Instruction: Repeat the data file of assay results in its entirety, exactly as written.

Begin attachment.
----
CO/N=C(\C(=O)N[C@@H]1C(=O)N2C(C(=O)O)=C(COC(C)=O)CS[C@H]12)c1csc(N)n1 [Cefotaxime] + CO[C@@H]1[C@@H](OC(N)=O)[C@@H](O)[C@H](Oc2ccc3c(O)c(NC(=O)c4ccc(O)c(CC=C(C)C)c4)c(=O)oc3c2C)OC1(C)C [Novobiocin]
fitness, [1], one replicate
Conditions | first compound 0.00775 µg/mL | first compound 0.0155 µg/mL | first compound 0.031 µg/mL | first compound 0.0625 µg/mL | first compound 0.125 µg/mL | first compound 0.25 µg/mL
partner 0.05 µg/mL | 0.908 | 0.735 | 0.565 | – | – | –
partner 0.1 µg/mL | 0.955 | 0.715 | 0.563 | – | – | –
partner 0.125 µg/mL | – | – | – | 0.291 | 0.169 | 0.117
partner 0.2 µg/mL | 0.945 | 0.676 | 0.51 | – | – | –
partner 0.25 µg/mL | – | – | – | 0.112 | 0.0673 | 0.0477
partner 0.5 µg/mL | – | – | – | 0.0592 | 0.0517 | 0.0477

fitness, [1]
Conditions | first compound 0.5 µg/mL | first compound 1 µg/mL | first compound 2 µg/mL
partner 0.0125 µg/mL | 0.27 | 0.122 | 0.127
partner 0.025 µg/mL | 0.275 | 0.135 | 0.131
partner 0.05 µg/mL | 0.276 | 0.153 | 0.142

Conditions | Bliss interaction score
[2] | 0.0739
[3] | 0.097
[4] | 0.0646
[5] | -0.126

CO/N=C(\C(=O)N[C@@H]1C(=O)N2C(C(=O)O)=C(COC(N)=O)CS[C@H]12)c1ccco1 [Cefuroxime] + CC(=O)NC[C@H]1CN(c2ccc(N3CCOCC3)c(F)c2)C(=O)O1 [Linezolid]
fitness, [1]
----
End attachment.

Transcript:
CO/N=C(\C(=O)N[C@@H]1C(=O)N2C(C(=O)O)=C(COC(C)=O)CS[C@H]12)c1csc(N)n1 [Cefotaxime] + CO[C@@H]1[C@@H](OC(N)=O)[C@@H](O)[C@H](Oc2ccc3c(O)c(NC(=O)c4ccc(O)c(CC=C(C)C)c4)c(=O)oc3c2C)OC1(C)C [Novobiocin]
fitness, [1], one replicate
Conditions | first compound 0.00775 µg/mL | first compound 0.0155 µg/mL | first compound 0.031 µg/mL | first compound 0.0625 µg/mL | first compound 0.125 µg/mL | first compound 0.25 µg/mL
partner 0.05 µg/mL | 0.908 | 0.735 | 0.565 | – | – | –
partner 0.1 µg/mL | 0.955 | 0.715 | 0.563 | – | – | –
partner 0.125 µg/mL | – | – | – | 0.291 | 0.169 | 0.117
partner 0.2 µg/mL | 0.945 | 0.676 | 0.51 | – | – | –
partner 0.25 µg/mL | – | – | – | 0.112 | 0.0673 | 0.0477
partner 0.5 µg/mL | – | – | – | 0.0592 | 0.0517 | 0.0477

fitness, [1]
Conditions | first compound 0.5 µg/mL | first compound 1 µg/mL | first compound 2 µg/mL
partner 0.0125 µg/mL | 0.27 | 0.122 | 0.127
partner 0.025 µg/mL | 0.275 | 0.135 | 0.131
partner 0.05 µg/mL | 0.276 | 0.153 | 0.142

Conditions | Bliss interaction score
[2] | 0.0739
[3] | 0.097
[4] | 0.0646
[5] | -0.126

CO/N=C(\C(=O)N[C@@H]1C(=O)N2C(C(=O)O)=C(COC(N)=O)CS[C@H]12)c1ccco1 [Cefuroxime] + CC(=O)NC[C@H]1CN(c2ccc(N3CCOCC3)c(F)c2)C(=O)O1 [Linezolid]
fitness, [1]